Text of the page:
In Your Face, an anthology of confronting speculative fiction from FableCroft Publishing, will soon be in the wild (next month!)! This volume contains 22 stories from some of Australia’s biggest hitters in the genre (Sean Williams, Kaaron Warren, Angela Slatter and more!), as well as some lesser known writers such as myself, and they’re packing a punch.
Says a review in Aurealis, “some of these stories are confronting, even shocking in the subjects they tackle head-on … In Your Face is a truly rewarding and affecting experience”.
My yarn, A House in the Blue, is a reaction to the shitful health policies championed by the thankfully dead Abbott government (we note the Turnbull government’s similarity to its predecessor) and is no doubt all too familiar to readers in the United States. It is set in the climate-change affected future Brisbane introduced in 2014’s Watermarks. The sad thing about my story is that I think I’ve underplayed the situation, but I guess only time will tell.
There is a Goodreads contest running until June 30 offering a free copy, or you can read more here (or preorder at the online bookstore of your choice, pretty much). The countdown continues!
Here are the covers for the ‘Vampires in the Sunburnt Country’ duology: Blood and Dust* and The Big Smoke, courtesy of Clan Destine Press.
And look what happens when you put them side by side on the shelf — VROOM!
The books should be hitting the road in paperback and digital in June. That’s not long, is it!
* But what do I mean, Kevin rides again? Well, Blood and Dust was released back in 2012 as a digital-only title, but CDP have ridden to the rescue to make it and its follow-up corporeal as well as ethereal. Sweet.
As part of the National Year of Reading, the Our Story program set out to select one text from each state and territory to fly the flag for a reading campaign. Six titles were shortlisted for each; the winners were announced earlier today.
Queensland’s book is The White Earth, by Andrew McGahan, and it’s a cracker story. It riffs off the Mabo land rights decision and the incredible fear and uncertainty in rural Australia about the right to continue to live on and work land that had, in some instances, been in the same family for several generations. A lot of terra nullius talk, a lot of right wing clap trap, some very real concerns.
McGahan draws on his childhood in setting the piece on the Darling Downs, where a young boy and his widowed mother come to live on their grandfather’s property, there to see the politics of the era played out and to uncover some unsettling family truths harking back to the days of white occupation and settlement.
The other finalists in the Queensland selection were:
Affection, by Ian Townsend (Townsville, 1900, the plague, a social scandal)
Brisbane, by Matthew Condon (one in a series of capital city ‘biographies’)
Ticonderoga has announced that its mammoth collection of Australian vampire stories, Dead Red Heart (including my rural gothic yarn ‘Children of the Cane’), is now available to pre-order online. It is due to hit shelves in April-May. It will also be available through online bookstores including Amazon.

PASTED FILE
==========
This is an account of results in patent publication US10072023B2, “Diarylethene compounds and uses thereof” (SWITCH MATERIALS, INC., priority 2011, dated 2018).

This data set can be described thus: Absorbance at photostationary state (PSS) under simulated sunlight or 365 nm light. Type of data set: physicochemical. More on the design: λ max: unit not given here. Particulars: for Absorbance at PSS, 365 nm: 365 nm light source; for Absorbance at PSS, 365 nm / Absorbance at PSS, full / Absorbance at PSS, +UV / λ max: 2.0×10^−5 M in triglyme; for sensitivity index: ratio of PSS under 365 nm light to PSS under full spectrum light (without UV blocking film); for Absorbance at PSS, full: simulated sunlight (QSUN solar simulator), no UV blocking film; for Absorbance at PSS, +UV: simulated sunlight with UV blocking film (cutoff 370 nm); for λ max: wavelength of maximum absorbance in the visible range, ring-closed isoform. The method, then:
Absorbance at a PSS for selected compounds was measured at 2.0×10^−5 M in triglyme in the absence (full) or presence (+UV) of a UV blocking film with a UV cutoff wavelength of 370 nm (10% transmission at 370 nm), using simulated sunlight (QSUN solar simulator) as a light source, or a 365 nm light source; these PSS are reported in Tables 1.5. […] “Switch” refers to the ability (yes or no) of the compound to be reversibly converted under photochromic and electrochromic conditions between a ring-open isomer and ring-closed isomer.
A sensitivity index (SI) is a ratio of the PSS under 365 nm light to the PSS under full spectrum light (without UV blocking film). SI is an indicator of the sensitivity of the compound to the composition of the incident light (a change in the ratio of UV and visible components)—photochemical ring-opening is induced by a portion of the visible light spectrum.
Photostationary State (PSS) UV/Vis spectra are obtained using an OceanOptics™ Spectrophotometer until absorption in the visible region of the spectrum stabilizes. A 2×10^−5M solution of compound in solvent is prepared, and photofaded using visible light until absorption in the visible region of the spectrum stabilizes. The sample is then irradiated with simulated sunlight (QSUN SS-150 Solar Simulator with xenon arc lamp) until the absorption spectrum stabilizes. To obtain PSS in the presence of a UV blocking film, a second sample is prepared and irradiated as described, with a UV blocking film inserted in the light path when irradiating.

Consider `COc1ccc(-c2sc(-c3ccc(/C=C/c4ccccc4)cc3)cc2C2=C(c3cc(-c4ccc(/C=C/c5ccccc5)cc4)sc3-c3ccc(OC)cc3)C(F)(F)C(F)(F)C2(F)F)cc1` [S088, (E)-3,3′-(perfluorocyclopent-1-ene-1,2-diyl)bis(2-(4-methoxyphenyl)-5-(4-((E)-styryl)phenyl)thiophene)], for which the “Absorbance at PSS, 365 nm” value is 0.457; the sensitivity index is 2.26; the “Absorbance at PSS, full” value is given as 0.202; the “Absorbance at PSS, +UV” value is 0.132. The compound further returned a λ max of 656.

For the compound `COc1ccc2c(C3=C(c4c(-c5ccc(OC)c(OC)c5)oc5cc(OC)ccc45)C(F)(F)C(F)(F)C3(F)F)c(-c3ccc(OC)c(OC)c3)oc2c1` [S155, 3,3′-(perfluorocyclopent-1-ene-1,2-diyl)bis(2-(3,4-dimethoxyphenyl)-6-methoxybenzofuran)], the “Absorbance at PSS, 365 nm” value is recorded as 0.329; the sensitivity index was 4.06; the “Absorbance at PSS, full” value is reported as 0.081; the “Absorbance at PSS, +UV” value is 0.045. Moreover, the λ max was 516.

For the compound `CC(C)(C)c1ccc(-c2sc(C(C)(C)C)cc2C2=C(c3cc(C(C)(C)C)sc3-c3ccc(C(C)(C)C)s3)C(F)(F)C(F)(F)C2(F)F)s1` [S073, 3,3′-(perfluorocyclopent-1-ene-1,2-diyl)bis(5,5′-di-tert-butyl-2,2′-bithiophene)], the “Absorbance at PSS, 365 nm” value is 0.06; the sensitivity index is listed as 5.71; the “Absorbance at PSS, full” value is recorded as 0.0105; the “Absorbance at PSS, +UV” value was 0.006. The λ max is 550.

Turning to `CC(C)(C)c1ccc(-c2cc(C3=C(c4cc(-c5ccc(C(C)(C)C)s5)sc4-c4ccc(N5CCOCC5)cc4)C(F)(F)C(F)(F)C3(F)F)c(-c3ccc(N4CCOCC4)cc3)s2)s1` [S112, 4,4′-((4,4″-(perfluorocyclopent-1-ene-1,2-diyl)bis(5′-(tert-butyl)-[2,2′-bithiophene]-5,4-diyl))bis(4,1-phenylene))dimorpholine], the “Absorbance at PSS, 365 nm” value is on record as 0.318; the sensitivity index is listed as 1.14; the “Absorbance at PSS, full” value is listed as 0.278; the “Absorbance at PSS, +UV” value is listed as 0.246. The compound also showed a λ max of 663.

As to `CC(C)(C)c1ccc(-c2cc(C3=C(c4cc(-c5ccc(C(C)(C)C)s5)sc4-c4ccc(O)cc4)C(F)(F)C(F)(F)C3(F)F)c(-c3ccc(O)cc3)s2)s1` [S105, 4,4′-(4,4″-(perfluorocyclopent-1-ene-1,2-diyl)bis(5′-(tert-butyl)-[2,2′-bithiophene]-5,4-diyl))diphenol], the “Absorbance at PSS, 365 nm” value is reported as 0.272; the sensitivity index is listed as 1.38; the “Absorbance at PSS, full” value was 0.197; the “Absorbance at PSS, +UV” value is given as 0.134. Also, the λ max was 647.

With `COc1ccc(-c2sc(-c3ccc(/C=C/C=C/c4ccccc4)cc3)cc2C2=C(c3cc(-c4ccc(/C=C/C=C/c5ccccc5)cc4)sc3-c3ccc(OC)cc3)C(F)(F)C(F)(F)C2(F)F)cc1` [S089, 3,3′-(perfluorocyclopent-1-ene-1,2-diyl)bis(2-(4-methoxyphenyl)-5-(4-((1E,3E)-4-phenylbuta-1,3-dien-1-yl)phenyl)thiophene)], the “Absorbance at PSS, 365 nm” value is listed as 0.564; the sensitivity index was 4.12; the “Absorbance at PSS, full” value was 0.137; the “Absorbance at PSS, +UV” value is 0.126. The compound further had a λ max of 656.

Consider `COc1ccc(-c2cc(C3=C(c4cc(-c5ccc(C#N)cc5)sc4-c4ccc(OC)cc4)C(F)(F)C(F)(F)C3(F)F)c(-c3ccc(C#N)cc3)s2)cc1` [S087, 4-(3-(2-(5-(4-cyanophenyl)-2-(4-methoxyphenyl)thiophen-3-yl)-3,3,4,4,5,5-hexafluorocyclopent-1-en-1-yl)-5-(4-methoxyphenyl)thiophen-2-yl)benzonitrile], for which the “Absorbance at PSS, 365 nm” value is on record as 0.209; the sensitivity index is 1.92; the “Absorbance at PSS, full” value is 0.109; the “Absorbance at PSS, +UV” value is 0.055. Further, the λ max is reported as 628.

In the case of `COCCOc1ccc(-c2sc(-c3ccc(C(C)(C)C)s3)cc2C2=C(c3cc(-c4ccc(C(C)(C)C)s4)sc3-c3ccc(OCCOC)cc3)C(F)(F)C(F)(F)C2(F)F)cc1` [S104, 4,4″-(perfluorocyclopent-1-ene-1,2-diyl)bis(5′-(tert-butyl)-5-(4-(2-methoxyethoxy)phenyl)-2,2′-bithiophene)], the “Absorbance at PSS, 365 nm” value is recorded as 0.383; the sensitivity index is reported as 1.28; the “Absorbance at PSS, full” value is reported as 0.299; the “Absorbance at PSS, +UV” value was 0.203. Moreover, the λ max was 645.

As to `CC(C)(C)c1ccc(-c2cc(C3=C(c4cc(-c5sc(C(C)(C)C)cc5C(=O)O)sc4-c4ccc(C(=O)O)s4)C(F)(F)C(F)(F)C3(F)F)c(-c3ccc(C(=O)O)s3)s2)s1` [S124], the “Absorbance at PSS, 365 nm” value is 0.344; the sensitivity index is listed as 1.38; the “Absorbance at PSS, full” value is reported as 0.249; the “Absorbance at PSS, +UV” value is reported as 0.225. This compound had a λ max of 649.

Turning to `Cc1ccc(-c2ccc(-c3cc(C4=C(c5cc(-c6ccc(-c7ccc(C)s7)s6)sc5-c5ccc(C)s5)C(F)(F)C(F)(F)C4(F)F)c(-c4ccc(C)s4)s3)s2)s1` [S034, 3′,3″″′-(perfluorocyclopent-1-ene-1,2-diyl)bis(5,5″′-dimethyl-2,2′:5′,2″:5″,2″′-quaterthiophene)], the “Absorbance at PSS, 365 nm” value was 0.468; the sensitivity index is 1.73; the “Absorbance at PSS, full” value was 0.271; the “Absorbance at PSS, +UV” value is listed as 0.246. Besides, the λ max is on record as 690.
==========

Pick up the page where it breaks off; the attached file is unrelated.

I noticed that the forthcoming paranormal romance anthology, More Scary Kisses (with my first published foray into erotica, ‘Resurrection in Red’), also due out in April-May, is also available to pre-order. This is the first time that Kirstyn and I have had stories in the same original anthology — hers is much creepier!
Aurealis releases a set of “classic Australian SF” novels (published originally 1880s-1930s; I suspect the SF is speculative fiction rather than pure science fiction) with introductions by some of the today’s best talent.
And Macabre, a door-stopper of a volume that showcases Australian horror stories from yore to now. Due out in September.
First, the good news: Australian horror movie The Loved Ones looks very good. Nice effects, effective acting — I really enjoyed Lauren McLeavey’s psycho killer Lola — and some wicked camera work (there’s a gorgeous shot, coming out of a cellar, with mirror ball highlights moving across the ceiling). Special effects were on the money.
It’s a high school horror drama, set in regional Victoria, in which, as you will gather from the trailer, a side-lined girlfriend gets even with the help of her good ol’ dad (best line: this one’s for the Kingswood!), while the victim’s girlfriend is left to pine and his best buddy gets it on with the self-destructive goth girl (sigh).
Note that the core plot ie boy being tortured, and the secondary plot ie sex with goth girl, have little to do with each other.
And therein lies the rub. The connection between the characters and even the scenes in this flick just don’t add up. Just what kind of movie are we watching here — high school drama, family grief drama, edgy comedy, sicko horror? I’m sure I was laughing at the wrong times for all the wrong reasons, here.
There is so little development of character — here is the guilt-ridden hero, feel sorry for him; here is the patient girlfriend, cheer for her; here is light relief in good-hearted side-kick and here is the total outsider who, in some strange act of self-humiliation, deigns to date the class loser for the night of the formal (I think the reason that she’s goth, or maybe emo, I can’t tell after a certain age these days without hearing the music, is because she HAS SUFFERED LOSS: hence the fashionable black, the drugs, the booze, the screwing). (Nice girl Holly gives blow jobs, but they’re for the good of others.)
Lola the psycho could’ve been fascinating, but sadly she’s psycho from the moment the light goes green and has nowhere else to go. I really wanted to know her, her and her dad, and how it had come to this, but nup, it was all power drills and emotional power plays. Oh, and there’s a quasi-zombie moment.
The movie could’ve been fascinating: a history of disappearances, guilt-addled and grief-stricken dysfunctional families, and some really cool defensive driving lessons were all on the cards here, but alas, style held all the aces.